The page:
Out of the box comes a smart handheld unit with three buttons and an LCD display, and an instruction leaflet. On the rear of the case is a battery compartment, this takes three AAA cells. It claims to measure electric fields from 1 V/m to 1999 V/m, and magnetic fields from 0.01 μT to 99.99 μT, with a bandwidth from 5 Hz to 3500 MHz. Opening the instruction leaflet it becomes clear that this is intended for use in monitoring electromagnetic fields for the purpose of human safety, with a list of conditions from leukemia to blindness that they can cause.

    Powering it up gives a zero reading for both measurements when held in free space in this very average house, increasing markedly when held near various electronic appliances. Particularly concerning is a beeper that sounds when either level is considered harmful, which it does in proximity to a horrifying number of items including the laptop keyboard and trackpad this is being written with

    The alarm threshold values for that beeper are 40 V/m and 0.4 μT respectively, and given that it sounds the alarm on such mundane things as my keyboard I have to question what that means. Reading around the subject of typical safe exposure levels it becomes obvious that the alarm is set far too low, and I have to wonder whether it might cause unnecessary worry in a person who had bought this unit because of a personal concern for electromagnetic field levels. Fortunately the beep can be disabled with a long press of a button.

    So having described what it does, what’s inside the case? On the back are four small screws, and with those undone it splits into two to reveal a circuit board. At the business end of the unit are the sensors, a metal plate for electric fields and a wire-ended inductor for magnetic ones, and their outputs are each fed to their own TI TLC27M2 dual op-amp. These in turn feed a Weltrend WT56F216 microcontroller which boasts an 8052 core and analogue inputs, that drives the LCD via a Holtek HT1621 LCD controller.

    It appears to be a well-engineered instrument that does what it claims, and measures the presence and strength of oscillating electric and magnetic fields. But is it an instrument that’s any use, should I trust it, and does it have a space on my bench? I am curious about its calibration for a start, it’s hardly as though I’d expect any traceable calibration certificate from such a cheap item, but are the V/m and μT figures even in the right ballpark? I am also concerned about the way it and devices like it are sold for health purposes, it worries me that there might be people driven to unnecessary worry by its “Harmful” beeper when in reality they have no need. For myself, I can report that it’s a handy way to check for a field at close quarters, and it works at common amateur radio frequencies, though I can’t really claim it has much use as a bench instrument.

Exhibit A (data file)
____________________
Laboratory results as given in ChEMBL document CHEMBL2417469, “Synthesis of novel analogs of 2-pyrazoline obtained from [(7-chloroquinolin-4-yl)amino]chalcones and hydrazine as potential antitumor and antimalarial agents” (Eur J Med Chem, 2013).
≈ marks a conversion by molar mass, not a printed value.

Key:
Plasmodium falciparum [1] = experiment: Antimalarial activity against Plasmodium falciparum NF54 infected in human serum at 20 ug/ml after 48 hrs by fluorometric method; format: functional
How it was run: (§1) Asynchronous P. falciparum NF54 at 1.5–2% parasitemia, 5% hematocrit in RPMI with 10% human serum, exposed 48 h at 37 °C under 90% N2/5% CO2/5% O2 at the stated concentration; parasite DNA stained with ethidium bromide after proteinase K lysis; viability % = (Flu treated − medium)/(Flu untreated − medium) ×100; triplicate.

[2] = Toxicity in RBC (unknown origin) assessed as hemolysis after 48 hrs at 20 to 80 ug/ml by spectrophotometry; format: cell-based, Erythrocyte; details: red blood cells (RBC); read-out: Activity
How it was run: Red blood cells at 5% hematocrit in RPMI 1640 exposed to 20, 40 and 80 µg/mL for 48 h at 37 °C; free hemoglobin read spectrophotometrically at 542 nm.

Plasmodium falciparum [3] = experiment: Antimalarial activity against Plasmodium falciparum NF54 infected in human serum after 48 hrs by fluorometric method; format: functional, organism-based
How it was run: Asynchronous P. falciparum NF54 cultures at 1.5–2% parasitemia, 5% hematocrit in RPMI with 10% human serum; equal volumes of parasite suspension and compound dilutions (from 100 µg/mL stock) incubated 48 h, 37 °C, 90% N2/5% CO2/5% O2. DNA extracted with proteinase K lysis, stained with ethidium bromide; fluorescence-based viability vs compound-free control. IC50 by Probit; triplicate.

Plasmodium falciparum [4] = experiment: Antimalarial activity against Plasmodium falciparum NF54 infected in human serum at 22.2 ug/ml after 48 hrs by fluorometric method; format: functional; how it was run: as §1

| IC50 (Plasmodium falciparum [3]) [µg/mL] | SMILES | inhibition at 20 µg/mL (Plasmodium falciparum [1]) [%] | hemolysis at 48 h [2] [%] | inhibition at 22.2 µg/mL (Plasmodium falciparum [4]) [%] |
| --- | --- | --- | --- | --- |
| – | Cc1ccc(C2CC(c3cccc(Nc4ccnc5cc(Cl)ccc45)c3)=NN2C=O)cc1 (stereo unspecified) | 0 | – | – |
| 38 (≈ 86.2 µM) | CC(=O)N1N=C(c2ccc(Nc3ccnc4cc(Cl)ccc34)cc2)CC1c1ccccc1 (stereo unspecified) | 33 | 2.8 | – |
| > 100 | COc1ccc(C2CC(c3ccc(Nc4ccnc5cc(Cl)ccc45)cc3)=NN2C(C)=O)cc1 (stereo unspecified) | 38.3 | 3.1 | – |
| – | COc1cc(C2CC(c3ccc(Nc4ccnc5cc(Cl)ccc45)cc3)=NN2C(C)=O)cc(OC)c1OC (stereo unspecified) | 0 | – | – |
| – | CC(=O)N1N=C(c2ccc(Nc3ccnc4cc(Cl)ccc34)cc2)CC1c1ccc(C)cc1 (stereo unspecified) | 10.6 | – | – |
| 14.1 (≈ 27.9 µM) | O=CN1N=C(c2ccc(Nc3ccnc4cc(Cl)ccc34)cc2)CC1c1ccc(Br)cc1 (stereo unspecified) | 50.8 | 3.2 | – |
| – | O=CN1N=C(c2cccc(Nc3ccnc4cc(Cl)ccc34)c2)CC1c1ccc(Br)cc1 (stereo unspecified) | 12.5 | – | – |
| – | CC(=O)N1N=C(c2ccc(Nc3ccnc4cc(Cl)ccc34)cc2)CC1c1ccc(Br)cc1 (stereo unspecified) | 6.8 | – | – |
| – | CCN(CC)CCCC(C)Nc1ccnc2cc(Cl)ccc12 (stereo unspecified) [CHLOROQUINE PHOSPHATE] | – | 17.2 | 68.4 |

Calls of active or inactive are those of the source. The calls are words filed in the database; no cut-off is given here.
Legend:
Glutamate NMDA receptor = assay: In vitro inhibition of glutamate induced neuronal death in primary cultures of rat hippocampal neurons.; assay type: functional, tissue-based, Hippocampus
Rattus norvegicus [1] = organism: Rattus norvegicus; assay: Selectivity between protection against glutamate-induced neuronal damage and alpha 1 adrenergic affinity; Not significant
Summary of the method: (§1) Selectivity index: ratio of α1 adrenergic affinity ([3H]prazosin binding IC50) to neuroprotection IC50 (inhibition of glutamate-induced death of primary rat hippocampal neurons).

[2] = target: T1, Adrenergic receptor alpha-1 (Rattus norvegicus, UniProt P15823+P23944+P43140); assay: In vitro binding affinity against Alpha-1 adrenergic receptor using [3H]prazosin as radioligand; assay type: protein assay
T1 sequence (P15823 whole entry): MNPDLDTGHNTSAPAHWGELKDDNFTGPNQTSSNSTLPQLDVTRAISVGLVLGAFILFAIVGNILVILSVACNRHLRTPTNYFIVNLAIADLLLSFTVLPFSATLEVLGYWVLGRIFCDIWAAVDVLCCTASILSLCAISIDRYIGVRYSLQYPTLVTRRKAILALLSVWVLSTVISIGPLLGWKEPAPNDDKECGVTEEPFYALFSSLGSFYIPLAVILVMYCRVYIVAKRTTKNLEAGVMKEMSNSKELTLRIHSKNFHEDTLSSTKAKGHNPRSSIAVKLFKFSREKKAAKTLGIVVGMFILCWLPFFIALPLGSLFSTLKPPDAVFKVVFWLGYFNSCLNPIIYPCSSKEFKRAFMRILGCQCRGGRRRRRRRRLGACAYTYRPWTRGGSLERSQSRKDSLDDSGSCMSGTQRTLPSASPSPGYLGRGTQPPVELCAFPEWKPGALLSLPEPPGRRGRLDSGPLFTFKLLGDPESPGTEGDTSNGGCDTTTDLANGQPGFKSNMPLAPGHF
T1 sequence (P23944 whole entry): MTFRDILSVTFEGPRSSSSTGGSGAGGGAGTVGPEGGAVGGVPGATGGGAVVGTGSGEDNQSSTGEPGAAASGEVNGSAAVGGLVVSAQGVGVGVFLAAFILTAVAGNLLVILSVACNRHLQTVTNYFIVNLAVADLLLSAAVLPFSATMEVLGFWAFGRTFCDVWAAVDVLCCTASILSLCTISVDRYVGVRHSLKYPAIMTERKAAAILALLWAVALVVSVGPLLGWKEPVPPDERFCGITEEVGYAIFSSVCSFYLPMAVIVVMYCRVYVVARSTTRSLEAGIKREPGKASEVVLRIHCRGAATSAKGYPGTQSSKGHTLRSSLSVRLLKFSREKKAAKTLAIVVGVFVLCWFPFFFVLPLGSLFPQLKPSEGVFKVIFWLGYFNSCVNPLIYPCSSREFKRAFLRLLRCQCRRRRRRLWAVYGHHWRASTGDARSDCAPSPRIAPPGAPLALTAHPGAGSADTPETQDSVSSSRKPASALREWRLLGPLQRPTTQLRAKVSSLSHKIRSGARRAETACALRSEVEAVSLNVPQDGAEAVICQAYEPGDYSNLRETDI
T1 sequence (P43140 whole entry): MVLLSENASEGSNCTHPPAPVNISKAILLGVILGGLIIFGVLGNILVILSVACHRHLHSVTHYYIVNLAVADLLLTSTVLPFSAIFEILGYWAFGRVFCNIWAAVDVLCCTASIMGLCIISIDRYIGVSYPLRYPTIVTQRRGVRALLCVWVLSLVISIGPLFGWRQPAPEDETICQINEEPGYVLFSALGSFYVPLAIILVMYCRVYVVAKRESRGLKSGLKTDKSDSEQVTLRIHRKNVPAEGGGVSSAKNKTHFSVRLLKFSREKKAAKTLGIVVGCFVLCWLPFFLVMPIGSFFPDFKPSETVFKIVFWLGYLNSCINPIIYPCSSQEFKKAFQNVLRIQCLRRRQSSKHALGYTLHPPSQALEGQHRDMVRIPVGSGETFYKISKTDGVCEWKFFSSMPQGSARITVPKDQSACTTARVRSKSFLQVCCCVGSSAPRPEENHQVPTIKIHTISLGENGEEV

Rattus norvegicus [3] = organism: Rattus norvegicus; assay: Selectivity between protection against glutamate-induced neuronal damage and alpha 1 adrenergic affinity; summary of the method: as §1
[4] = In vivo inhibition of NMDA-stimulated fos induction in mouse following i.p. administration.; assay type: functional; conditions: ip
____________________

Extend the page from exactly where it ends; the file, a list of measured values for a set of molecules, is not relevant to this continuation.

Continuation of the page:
24. Tomi Engdahl says:

    Radiation: Electromagnetic fields

    Key points

    Background electromagnetic field levels in the home are mainly caused by the transmission and distribution facilities for electricity or by electrical appliances.
    Electrical appliances differ greatly in the strength of fields they generate. Both electric and magnetic field levels decrease rapidly with distance from the appliances. In any event, fields surrounding household appliances usually are far below guideline limits.
    At operator positions the electric and magnetic fields of television sets and computer screens are hundreds of thousands times below guideline levels.
    Microwave ovens meeting the standards are not hazardous to health.
    As long as close public access to radar facilities, broadcasting antennas and mobile phone base stations is restricted, exposure guideline limits for radiofrequency fields will not be exceeded.
    The user of a mobile phone encounters field levels that are much higher than any levels in the normal living environment. However, even these increased levels do not appear to generate harmful effects.
    Many surveys have demonstrated that exposure to electromagnetic field levels in the living environment is extremely low.

  25. Tomi Engdahl says:

    listed at https://www.who.int/news-room/q-a-detail/radiation-electromagnetic-fields

    For 50 Hz fields Public exposure limits (Occupational exposure limits)
    Electric field (V/m) 5000 (10000)
    Magnetic field (µT) 100 (500)

  26. Tomi Engdahl says:

    The strength of the magnetic field is expressed in units of Tesla (T) or microtesla (µT). Another unit, which is commonly used is the Gauss (G) or milligauss (mG), where 1 G is equivalent to 10-4 T (or 1 mG = 0.1µT). There are a range of different instruments that can measure magnetic field strength.

    Measuring magnetic fields
    Magnetic fields within homes can vary at different locations and also over time.

    Electric and magnetic fields from electricity

    Everything electrical, from a toaster to a high-voltage powerline, produces electric and magnetic fields. In Australia, the electric and magnetic fields associated with the use of electricity are generated at a frequency of 50 hertz (Hz) (50 cycles per second).